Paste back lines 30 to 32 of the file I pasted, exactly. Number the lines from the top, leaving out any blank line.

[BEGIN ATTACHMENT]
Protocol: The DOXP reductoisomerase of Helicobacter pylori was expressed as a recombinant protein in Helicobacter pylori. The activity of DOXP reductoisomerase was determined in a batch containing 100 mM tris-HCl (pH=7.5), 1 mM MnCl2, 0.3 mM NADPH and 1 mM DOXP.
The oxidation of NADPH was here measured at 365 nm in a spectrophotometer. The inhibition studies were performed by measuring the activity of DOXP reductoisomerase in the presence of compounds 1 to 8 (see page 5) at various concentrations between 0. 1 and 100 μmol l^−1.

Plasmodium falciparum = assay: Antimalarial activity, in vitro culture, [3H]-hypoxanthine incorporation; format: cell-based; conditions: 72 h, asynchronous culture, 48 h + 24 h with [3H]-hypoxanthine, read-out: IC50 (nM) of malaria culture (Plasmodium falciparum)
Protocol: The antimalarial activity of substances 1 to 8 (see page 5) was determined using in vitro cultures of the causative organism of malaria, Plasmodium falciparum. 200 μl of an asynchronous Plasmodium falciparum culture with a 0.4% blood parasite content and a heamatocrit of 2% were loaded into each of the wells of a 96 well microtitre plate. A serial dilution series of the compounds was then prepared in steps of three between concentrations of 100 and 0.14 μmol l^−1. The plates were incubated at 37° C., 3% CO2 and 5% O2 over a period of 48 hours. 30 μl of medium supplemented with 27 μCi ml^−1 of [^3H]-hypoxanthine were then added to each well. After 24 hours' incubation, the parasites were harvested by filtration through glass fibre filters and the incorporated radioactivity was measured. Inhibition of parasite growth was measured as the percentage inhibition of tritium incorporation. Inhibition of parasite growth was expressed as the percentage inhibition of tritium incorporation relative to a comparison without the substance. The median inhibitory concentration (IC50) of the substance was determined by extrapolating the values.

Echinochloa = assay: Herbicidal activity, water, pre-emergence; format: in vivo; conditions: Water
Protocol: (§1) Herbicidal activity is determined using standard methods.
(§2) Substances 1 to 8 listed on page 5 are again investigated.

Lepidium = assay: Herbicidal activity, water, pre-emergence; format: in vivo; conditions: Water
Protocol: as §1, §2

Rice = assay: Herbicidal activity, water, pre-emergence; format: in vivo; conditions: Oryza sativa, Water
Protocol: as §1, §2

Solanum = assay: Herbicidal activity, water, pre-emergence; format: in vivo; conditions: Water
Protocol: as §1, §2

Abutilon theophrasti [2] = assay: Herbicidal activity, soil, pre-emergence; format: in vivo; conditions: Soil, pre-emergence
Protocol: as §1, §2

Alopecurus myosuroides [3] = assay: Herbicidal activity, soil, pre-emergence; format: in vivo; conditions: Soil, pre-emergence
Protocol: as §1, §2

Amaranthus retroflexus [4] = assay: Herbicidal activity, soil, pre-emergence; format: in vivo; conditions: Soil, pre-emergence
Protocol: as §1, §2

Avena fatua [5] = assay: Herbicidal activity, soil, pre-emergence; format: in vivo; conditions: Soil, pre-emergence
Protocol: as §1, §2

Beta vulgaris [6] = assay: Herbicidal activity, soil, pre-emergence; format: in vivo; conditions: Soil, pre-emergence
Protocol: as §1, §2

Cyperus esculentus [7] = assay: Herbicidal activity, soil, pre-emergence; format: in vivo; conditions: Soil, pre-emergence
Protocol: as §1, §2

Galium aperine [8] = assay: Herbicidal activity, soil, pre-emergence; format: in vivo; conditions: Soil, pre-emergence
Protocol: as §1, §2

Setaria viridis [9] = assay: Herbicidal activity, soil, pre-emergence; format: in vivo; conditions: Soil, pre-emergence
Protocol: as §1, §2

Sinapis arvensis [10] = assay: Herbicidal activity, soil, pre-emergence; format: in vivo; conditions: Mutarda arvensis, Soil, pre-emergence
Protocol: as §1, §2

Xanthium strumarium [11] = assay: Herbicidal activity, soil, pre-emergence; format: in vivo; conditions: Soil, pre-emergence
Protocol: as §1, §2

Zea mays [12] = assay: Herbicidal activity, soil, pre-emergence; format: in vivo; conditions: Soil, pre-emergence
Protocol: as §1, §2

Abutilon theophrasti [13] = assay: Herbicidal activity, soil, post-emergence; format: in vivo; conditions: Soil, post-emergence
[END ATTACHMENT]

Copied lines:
Sinapis arvensis [10] = assay: Herbicidal activity, soil, pre-emergence; format: in vivo; conditions: Mutarda arvensis, Soil, pre-emergence
Protocol: as §1, §2

Xanthium strumarium [11] = assay: Herbicidal activity, soil, pre-emergence; format: in vivo; conditions: Soil, pre-emergence